From this portion of Bible bistory we learn another fact worthy of notice. It is this: God uses the nations of the world for the promotion of His glory. “He maketh the wrath of man to praise Him," and so rules and governs among the nations that His king. dom is continually coming more and more in the earth. So long as a nation is not guilty of some great wrong against God's law; so long as it serves His purposes and makes its life advance His glory, it will not be overthrown. All the powers of the earth may array themselves against it; legion on legion of armed men may march against it; bolt after bolt may be hurled at its life, yet God will preserve it from all its enemies. We have many forcible ex. amples of this in the history of the Jewish nation. Time and again were they cast down and given over to the dominion of their enemies because of tbeir evil deeds, and often were they preserved from their foes, whilst they stood in right relations to God, even when the power of their assailants seemed to be irresistible. It may be urged that this nation is not a fair example in proof of this general truth, inasmuch as they were God's peculiar people and He dealt with them differently from any other people. But, since the advent of our Blessed Saviour, Jehovab is no longer the God of the Jews only, but even as the gates of Heaven were flung wide open for bumanity in Christ our Lord, so has God become the God of all nations that will serve Him, and will extend to such His preserving and protecting care just as He did under the old dispens&tion to the Jewish nation. In Christ the line of separation between the Jews and the rest of the nations of the earth was broken down, and the road is now open and free for any people to walk in the way of God's will and to have Him for their King.

The most striking illustration of this truth, next to the one just cited, that presents itself to our mind at this time, is that of Switzer. lapd. A little nation bordering on some of the mightiest of the earth, often defying their power in defence of its rights and liberties, it has been maintained in its integrity by the power of the Lord for centuries, against all the assaults of its enemies. The foot of the oppressor never long pressed its free soil. Soon deliverance is at hand for them and they are kept in the enjoyment of their freedom.

Has this not been for some great purpose ? Was it mere chance, or the bravery of its people that has kept Switzerland so long free? Let the life and labor of the beroic Zwingle answer. Let the life of the stern reformer Calvin answer. Let the great reformatory movements of the sixteenth century, the mighty powers which have swept from its mountains over the whole of Europe, across the broad Atlantic and even to the distant isles of the sca; let these answer the question, whether God preserved the life of Switzerland for some great purpose, or whether it was mere chance and nation. al bravery that secured this end.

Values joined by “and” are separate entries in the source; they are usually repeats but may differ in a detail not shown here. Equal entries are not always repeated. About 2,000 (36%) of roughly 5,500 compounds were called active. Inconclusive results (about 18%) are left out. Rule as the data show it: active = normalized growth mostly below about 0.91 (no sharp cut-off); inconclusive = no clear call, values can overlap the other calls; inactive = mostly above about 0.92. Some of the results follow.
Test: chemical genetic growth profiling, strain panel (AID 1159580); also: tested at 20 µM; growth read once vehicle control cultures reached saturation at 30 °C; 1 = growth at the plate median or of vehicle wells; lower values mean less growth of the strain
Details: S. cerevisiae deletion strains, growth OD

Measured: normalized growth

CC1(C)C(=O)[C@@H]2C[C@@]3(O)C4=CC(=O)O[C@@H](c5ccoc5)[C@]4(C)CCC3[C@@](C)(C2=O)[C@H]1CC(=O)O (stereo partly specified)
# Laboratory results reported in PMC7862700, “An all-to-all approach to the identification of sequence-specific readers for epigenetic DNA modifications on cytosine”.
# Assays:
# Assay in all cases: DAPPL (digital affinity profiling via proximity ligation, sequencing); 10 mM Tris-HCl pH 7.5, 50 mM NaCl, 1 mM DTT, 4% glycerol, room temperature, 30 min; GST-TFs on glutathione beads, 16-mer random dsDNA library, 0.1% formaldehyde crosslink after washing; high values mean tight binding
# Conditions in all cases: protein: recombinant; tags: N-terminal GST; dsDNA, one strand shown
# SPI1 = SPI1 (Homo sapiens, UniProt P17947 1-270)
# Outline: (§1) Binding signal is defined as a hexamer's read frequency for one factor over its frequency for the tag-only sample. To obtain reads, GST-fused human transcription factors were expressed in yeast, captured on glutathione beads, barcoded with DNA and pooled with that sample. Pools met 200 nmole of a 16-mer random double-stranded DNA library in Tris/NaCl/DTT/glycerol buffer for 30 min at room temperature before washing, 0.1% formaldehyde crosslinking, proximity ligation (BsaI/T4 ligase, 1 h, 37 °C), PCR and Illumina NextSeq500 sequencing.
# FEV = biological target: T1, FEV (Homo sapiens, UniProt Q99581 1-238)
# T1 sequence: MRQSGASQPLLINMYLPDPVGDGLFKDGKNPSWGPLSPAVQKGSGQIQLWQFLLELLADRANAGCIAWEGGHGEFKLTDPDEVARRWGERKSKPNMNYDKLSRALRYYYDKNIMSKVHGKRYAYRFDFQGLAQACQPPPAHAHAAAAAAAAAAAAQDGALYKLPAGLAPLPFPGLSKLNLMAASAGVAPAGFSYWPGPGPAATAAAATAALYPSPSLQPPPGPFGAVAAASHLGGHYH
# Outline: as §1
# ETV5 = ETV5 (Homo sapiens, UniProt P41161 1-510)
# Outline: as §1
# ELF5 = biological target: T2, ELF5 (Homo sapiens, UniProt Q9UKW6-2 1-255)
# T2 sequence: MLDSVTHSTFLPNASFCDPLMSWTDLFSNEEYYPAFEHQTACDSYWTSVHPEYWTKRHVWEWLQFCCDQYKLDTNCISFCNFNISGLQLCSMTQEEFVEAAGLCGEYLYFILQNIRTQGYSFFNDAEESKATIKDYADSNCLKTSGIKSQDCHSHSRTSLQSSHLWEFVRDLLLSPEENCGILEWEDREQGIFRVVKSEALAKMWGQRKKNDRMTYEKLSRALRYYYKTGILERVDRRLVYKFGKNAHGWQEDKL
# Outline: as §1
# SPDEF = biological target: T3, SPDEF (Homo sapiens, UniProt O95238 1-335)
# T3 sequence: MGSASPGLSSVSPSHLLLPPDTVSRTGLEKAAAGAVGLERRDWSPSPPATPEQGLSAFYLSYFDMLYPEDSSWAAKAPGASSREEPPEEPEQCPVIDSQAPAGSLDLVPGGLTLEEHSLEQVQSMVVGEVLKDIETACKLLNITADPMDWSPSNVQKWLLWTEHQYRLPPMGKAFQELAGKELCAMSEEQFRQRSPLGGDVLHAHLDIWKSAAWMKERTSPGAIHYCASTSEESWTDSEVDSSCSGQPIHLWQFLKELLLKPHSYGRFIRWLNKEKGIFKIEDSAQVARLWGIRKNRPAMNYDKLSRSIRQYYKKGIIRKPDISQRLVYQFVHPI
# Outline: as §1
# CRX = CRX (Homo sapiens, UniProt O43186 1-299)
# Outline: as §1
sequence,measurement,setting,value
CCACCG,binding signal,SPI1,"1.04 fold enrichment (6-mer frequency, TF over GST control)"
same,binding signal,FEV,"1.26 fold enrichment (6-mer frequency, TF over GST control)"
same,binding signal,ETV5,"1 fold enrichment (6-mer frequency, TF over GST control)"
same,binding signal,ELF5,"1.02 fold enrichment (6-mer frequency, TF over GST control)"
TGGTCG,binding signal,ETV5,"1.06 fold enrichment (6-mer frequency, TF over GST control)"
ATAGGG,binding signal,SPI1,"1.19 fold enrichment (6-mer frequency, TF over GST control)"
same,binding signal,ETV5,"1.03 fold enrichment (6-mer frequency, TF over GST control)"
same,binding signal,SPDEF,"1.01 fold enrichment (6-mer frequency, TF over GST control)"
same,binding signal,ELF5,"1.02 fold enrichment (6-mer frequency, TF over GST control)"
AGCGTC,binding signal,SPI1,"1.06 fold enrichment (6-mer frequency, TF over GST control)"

God is not a God of chance, but works in history, according to a fixed and settled purpose, and towards a determined end, and so long as a nation subserves His righteous purpose and moves towards the accomplishment of His will, He will see tbat it is maintained and preserved. If a people set themselves over against God's will, if they persist in the commission of wrong, and will not learn wisdom either from God's word or the history of the past, God will most assuredly give them over to destruction, and suffer them to fall before their enemies.

The fact, that God works in history and uses the nations for the promotion of His glory, is proven also by the general condition of the world at the tiine of Christ's advent. Almost all the nations of world at that time were under the dominion of the Roman power and were governed by its deputies after the manner that characterized the Roman rule, which rarely sought to destroy nationali. ty in any conquered people, but allowed the people the enjoyment of all their peculiar religious customs, so long as their customs did not interfere with the payment of the tribute and taxes which were always extorted from them. This general government, this massing of the world into one great empire, prepared the way for the ready spread of the Gospel, and afterwards when the power of the Roman Emperors was brought to bear against Christianity in the way of persecutions, the very fact that this power was almost world-wide and that their edicts were published throughout the entire empire, brought to the notice of all the people the religion they sought to destroy, and spread the knowledge of Christ in a much shorter time than would have been possible, had the world been governed by many rulers and divided into many and independent countries. And was all this the result of chance? Was this great world preparation for the advent of Christ mere accident? Far from it. It was in fulfillment of that great plan, which from the beginning God had devised for the salvation of men, and just as He worked before the coming of Christ towards that end, so is His power still active in the world, directing and controlling every